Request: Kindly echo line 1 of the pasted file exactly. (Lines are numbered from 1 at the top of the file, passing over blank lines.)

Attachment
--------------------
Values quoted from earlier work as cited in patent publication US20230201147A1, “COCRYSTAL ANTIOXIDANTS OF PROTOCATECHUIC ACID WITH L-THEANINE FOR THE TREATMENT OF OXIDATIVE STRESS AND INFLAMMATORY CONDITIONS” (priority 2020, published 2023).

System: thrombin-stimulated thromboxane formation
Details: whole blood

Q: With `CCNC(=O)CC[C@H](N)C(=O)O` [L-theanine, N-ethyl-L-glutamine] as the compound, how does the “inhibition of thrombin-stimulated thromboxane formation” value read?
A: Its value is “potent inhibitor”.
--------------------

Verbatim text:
Values quoted from earlier work as cited in patent publication US20230201147A1, “COCRYSTAL ANTIOXIDANTS OF PROTOCATECHUIC ACID WITH L-THEANINE FOR THE TREATMENT OF OXIDATIVE STRESS AND INFLAMMATORY CONDITIONS” (priority 2020, published 2023).